How S.M.A.R.T. are you as a writer?

Posted Jun 15 2015, 4:45 pm in ,

smartgoalsIf you’ve ever attended a goal setting class or been a part of corporate America, you probably have the key goal acronym down: S.M.A.R.T., standing for Specific, Measurable, Attainable, Realistic (or Relevant), and Time-Bound. These are all the elements that help you give yourself the greatest chance at successfully reaching your goals. 

But as a fiction writer today, it pays for YOU to be S.M.A.R.T. as well. Not just for you to attain your work goals, but for you to retain your sanity while you’re at it. 

Here’s how the “SMART” system applies to authors:


Successful business owners, authors included, focus on less to achieve more. The same holds true for being an author. You’ve already specified yourself as an author (go you!) so you’re part of the way there. But for maximum impact, you should be funneling all of your author effort into a very specific niche of books – not trying to write everything for everybody. As authors with multiple pen names (I’m one of them!) can attest, spreading yourself too thin can be a challenge to maintain. 


Having goals is one thing – keeping yourself accountable to a written-and-reviewed plan is another. On a daily basis, how are you stacking up against your written plan? Or if you don’t have a plan, consider this simple question: What’s important to you and how can you measure whether or not you’ve achieved/embodied it? Write it down, and then refer to it every day, until it becomes second nature. Even then, you should continue to review your plan monthly, just to keep yourself on track.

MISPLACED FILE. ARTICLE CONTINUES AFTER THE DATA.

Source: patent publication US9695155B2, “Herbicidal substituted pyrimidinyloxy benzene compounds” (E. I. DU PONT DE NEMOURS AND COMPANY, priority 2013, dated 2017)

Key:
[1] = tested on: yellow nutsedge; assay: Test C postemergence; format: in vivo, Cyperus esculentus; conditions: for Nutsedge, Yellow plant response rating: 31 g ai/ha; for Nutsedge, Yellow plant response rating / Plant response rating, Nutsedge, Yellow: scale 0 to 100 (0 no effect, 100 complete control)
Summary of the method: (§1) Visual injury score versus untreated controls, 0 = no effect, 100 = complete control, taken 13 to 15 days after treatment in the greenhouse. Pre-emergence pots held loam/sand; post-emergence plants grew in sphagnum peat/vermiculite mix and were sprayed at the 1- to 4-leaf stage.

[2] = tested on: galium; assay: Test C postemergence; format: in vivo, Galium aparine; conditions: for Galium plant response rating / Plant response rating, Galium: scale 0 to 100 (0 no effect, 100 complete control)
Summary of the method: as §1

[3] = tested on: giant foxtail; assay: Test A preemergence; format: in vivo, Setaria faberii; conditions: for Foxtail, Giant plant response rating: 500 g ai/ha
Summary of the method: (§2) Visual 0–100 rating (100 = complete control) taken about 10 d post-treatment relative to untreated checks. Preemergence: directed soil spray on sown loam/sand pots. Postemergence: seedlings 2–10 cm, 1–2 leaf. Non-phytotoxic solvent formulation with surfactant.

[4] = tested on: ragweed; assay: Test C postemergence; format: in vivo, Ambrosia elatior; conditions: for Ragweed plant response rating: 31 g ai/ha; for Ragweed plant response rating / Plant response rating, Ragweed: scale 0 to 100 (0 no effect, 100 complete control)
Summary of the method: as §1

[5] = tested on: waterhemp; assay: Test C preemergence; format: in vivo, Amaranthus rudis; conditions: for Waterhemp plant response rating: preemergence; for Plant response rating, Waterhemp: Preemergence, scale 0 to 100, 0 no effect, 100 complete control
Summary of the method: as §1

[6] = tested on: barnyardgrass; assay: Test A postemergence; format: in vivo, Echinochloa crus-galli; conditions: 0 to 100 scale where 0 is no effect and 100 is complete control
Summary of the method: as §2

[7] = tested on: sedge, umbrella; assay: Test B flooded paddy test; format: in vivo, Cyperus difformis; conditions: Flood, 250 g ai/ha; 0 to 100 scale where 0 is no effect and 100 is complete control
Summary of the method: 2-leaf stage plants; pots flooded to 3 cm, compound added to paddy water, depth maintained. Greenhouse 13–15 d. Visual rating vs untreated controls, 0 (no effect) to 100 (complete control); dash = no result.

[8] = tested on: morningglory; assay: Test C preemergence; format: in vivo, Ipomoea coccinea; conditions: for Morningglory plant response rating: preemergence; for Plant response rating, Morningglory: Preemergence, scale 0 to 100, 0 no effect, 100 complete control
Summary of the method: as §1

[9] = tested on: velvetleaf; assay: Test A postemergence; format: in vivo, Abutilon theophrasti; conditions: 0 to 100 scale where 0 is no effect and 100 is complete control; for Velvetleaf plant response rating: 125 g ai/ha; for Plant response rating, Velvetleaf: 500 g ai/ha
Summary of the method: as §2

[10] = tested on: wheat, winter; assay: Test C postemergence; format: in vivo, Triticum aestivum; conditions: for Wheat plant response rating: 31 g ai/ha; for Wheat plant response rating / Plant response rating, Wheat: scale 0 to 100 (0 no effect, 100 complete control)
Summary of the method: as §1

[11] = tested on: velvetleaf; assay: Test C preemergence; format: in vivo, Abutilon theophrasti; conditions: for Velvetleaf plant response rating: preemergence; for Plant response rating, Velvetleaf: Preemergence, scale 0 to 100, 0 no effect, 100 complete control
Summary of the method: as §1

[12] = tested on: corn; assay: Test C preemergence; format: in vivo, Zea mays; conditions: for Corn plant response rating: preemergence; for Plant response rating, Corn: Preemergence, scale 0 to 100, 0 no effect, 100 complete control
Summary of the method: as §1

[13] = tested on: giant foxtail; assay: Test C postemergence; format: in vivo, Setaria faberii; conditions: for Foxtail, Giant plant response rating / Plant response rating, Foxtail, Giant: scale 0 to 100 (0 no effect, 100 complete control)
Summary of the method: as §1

This one is difficult for even the most well-intentioned author. There are only so many hours in the day. Are you burdening yourself with a schedule that not even the Flash could keep up with? Only you know the constraints on your time… don’t sabotage your efforts by trying to achieve too much. 


As a professional author, you’re writing for a purpose beyond self-entertainment. Accordingly, how well do you know your market? Is the work you’re creating well-suited for your targeted niche? Are you writing the kind of books that will get read by your ideal reader? If not, consider making yourself, and your brand, more relevant to the market. Note, this doesn’t mean that writing in a small niche isn’t worthwhile! But identify that niche, and own it. 


What is your ultimate goal as an author? Is it to be a multiple-time NYT Bestselling author – with the enduring sales to match? Is it to win an award? Is it to make enough from your book sales to quit your day job? No matter what your goal, it should have a deadline attached to it (much like your books do). Not because you’ll give up if you don’t reach that goal by the specified date, but to give you something to shoot for. We all see further when we’re looking out to the horizon, instead of at our feet. 

Let’s be S.M.A.R.T. out there, people. 


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